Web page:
Of all the useful features Apple announced at WWDC this week, one of them stood out as a pretty incredible addition to the iPhone’s capabilities. No, I’m not talking about NameDrop… but rather about a pretty benign yet useful feature called StandBy, which uses the iPhone’s always-on display to be useful even when you’re not using it.
Always-on displays aren’t new… but Apple sure has a way of making common tech cool again. They introduced Widgets pretty late in the game, but made them cooler. They brought wireless charging to the iPhone almost a decade after Nokia first debuted the feature, but they added MagSafe to it too, spawning an entirely new category of iPhone accessories. Similarly, StandBy uses the iPhone’s always-on display to turn it into an information hub of sorts while your phone stays charging on a dock.
As Craig Federighi explained in the keynote, the StandBy mode gives you actionable information even when your iPhone isn’t in your hands. Simply dock it on a wireless charger (whether any wireless charger or only Apple’s MagSafe charging dock remains to be revealed), and the iPhone’s screen comes to life, displaying either a clock face, or your preferred set of widgets.
You have an entire array of clock faces to choose from, just by swiping upwards to see which clock face you’d like. You can go for something retro, artsy, or even functional like the world clock. Swipe right and you see an auto-updating carousel of your best photos/memories with the time displayed in the corner.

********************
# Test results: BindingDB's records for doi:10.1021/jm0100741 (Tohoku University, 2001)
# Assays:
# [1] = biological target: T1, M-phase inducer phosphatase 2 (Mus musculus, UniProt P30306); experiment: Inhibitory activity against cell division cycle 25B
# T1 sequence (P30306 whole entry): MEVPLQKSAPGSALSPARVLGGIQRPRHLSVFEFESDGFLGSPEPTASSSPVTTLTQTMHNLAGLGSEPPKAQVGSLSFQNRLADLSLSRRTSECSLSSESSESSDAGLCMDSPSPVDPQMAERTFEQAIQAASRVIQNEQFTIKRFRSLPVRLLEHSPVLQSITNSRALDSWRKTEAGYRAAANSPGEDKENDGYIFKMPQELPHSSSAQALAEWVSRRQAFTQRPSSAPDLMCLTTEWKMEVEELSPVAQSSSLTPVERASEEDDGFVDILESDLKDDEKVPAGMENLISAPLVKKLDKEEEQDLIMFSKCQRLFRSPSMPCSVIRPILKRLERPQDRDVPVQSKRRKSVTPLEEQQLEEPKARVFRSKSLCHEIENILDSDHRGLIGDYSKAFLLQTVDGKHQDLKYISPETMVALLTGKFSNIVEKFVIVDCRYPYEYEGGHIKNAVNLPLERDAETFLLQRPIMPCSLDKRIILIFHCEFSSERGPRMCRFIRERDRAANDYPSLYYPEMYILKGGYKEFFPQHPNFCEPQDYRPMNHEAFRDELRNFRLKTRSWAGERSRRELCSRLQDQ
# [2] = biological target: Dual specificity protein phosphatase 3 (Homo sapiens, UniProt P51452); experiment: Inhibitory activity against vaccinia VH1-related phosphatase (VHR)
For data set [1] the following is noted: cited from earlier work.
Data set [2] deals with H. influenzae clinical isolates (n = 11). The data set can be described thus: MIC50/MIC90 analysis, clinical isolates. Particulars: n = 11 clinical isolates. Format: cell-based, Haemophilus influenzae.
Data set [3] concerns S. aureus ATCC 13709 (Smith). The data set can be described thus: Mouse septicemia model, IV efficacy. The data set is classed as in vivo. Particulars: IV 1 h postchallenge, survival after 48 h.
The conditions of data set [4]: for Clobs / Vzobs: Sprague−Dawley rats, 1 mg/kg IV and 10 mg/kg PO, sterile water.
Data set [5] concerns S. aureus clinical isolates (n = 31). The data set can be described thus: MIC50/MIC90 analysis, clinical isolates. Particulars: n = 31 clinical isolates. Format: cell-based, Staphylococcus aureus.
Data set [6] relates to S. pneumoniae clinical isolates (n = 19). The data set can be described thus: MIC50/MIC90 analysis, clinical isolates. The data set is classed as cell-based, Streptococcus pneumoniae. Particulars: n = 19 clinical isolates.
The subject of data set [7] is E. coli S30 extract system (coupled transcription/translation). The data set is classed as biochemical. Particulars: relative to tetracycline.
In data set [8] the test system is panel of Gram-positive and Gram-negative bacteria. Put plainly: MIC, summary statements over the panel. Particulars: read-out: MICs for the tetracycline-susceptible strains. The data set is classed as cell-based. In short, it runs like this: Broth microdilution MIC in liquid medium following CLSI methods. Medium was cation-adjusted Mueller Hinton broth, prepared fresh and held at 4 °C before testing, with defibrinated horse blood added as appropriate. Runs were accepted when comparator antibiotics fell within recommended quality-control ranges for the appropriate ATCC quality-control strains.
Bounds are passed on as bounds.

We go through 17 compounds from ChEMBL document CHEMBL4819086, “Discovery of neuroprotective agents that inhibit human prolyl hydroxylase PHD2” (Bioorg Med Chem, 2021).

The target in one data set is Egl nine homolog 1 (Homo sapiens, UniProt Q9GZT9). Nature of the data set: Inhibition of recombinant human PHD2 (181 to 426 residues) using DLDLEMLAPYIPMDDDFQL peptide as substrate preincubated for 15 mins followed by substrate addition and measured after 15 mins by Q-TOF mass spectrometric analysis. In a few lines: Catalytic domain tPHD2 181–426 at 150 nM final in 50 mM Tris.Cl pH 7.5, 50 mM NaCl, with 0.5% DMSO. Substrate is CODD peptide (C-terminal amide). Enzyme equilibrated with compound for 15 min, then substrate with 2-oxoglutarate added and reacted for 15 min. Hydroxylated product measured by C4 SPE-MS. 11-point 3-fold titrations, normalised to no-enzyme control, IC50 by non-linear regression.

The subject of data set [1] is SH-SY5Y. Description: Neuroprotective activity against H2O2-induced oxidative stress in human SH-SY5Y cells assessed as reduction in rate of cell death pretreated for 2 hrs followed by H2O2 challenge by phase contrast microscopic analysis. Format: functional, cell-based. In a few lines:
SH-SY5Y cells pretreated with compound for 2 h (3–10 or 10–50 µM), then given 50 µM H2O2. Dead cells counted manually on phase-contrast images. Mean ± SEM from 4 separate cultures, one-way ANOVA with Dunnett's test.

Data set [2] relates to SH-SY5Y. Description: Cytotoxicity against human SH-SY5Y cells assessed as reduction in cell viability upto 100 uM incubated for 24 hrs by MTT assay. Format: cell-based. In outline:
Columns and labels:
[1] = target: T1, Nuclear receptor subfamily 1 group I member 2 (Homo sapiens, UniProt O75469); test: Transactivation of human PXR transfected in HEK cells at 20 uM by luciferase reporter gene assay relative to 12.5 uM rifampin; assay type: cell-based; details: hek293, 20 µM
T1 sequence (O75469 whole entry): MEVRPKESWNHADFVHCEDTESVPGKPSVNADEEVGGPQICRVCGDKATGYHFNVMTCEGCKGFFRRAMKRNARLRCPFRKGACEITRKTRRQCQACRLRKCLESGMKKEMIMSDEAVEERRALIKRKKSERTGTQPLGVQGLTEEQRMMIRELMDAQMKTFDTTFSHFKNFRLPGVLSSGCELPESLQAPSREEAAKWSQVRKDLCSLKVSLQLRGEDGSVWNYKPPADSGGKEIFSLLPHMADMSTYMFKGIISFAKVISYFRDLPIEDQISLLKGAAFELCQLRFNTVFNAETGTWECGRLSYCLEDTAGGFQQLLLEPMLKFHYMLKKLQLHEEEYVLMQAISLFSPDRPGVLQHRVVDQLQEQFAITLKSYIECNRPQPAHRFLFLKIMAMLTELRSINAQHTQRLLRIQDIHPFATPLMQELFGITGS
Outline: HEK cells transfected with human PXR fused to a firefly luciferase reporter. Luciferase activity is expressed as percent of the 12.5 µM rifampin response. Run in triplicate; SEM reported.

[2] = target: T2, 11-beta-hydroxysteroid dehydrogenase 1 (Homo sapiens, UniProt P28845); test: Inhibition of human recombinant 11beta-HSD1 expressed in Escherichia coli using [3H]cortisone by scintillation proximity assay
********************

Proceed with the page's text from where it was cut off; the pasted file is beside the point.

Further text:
Things get really interesting when you ditch the clock face for widgets. The StandBy feature embraces the power of widgets, allowing you to do things like see the weather, your calendar, your smart home dashboard, or information from your favorite third-party app. All the widgets are ‘smart stacks’, which means they’re actionable, and they update in real-time, making things like a music widget or a game scorecard widget incredibly useful while your phone’s charging. The StandBy mode also works seamlessly with Siri, allowing you to summon information like Maps data with a simple voice command.
Given that most people tend to charge their phone overnight, the StandBy feature also responds to its surroundings by dimming itself in the dark. Quite similar to the Apple Watch Ultra’s Night Mode face, the clock in StandBy mode turns a deep red, being visible without being too bright. It stays that way all night up until the morning when the sun rises. The screen’s low power consumption (and ability to activate only selective pixels instead of the entire display) make the StandBy mode rather power efficient… although given that your phone remains charging throughout also helps.
The StandBy mode comes as an iOS 17 feature that’s due to roll out in the public beta between now and September, when Apple announces the iPhone 15 (its first iPhone that will ship with iOS 17 built-in). However, two crucial details about the StandBy mode remain unanswered – whether the StandBy mode will work when the phone’s docked in portrait instead of landscape, and whether the feature only works with Apple’s chargers or with any third-party wireless charging dock.